The Polish Upper House joins forces with liberal eco-warriors in opposition to GM crops.
The ruling, conservative, Law and Justice party has been open about its opposition to ‘Frankenstein foods’. In an unlikely alliance with liberal environmentalists they vow to clean Polish soil of the latest threat to civilization, as we know it.
Radio Polonia reports:
Maciej Muskat, Greenpeace campaigner against GMOs, congratulates the Polish government for living up to their promises. According to Muskat, there are a number of reasons not to introduce GMO: s in Poland.
”Introduction of GMOs into the Polish agricultural market would be a real catastrophe…because of the Polish structure of rural farms, with are very small and vulnerable to contamination by foreign genetic material. So, if genetically engineered plants are introduced in Poland, then very shortly Polish production, and harvest will be perceived as being contaminated. This would of course have powerful effects on the agriculture and the people living out of it,” he said.
Note the emphasis on trade in that statement from Greepeace and not ‘nature’. This is because, maybe, Greenpeace is aware that Poles, on the whole, do not make a fetish about Green issues as they do in Western Europe.
In fact, if you are pro-GM crops – as this blog is – then you get treated as some kind of ‘nature molester’ – which is almost as bad as being a child molester. It’s the same if you question some of the assumptions behind the Global Warming panic – a climate change denier being almost as bad, to some very alienated people, as a Holocaust denier.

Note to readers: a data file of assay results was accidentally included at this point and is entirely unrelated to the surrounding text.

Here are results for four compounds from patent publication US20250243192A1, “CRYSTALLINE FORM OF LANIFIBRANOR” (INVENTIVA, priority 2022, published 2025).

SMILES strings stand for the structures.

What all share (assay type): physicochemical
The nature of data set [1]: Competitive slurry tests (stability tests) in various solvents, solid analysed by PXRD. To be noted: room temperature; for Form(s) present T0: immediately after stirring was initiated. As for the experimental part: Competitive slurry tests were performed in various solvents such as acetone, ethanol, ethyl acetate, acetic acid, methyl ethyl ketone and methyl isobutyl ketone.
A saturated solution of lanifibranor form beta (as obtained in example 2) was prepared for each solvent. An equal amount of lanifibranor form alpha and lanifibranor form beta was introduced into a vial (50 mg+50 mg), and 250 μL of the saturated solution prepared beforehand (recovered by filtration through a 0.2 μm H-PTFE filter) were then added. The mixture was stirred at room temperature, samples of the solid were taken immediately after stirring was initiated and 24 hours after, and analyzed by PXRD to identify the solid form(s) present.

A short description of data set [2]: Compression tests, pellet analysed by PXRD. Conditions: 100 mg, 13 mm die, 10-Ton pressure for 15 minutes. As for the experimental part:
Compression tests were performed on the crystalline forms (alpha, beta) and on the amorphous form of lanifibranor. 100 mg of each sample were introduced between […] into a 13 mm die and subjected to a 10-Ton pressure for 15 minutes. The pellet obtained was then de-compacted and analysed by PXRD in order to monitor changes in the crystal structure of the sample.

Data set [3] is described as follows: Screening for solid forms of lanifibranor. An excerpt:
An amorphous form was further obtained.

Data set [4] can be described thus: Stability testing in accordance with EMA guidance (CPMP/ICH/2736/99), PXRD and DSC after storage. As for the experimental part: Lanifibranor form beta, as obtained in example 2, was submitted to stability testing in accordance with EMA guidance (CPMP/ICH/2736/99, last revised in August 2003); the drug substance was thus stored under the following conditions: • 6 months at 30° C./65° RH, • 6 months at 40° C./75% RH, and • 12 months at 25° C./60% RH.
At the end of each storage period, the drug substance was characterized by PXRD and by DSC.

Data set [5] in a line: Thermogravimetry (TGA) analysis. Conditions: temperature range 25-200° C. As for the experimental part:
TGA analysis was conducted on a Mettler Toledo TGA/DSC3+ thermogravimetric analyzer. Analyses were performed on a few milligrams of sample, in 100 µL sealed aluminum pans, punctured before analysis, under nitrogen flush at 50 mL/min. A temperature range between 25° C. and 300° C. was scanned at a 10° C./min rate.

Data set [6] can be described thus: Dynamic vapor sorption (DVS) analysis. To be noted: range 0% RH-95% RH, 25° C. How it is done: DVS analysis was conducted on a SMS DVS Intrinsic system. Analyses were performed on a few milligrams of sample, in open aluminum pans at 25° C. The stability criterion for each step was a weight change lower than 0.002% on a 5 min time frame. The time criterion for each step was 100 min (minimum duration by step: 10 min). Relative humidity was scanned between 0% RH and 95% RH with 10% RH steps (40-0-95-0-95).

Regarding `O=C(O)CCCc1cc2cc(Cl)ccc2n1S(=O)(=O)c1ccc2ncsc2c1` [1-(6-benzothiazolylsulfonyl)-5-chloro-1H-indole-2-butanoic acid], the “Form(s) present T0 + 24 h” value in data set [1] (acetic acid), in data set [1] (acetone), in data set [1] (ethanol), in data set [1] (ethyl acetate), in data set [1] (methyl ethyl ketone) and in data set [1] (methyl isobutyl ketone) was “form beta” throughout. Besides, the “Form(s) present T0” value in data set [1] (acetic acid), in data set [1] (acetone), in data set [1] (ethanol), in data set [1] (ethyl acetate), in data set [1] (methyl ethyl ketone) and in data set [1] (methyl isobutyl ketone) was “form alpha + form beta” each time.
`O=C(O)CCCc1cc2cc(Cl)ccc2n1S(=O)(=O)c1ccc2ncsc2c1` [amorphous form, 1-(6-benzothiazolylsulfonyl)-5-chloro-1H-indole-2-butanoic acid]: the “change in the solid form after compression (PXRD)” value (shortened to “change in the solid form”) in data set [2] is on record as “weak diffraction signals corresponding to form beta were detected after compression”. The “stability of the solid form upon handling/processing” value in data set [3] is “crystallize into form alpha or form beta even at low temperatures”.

Though you don’t often hear about them there are real benefits that can be got from GM. In a report in the magazine Biotechnologica, Graham Brooks writes:
'Polish arable farmers have the potential to gain more from early adoption of GM technology than their EU 15 counterparts because they are starting from a lower average level of technical efficiency and therefore they will derive greater productivity gains. The GM technology offers scope for accelerating the process of ‘productivity catch up’ post EU accession, enabling Polish producers to compete more effectively, and earlier than they might otherwise have been capable of, if they did not use GM technology.'
GM crops can also be of very great benefit to farmers in developing countries. They give a far higher yield, and can be used without pesticides (and so are environmentally friendly!). Unfortunately, Third World farmers fear that they will not be able to sell this produce to Western Europe because people are so fearful of GM that they will not buy them.
But let’s be rational about GM. Maybe, as one study has found, GM has a small effect on the diversity of wildlife where it is grown.
But so what: if GM has real benefits for human beings then the loss, maybe, of a couple of types of butterfly is well worth it.
But putting human first is very unfashionable these days. Are we becoming so self-hating that butterflies and 'nature' come before fellow humans?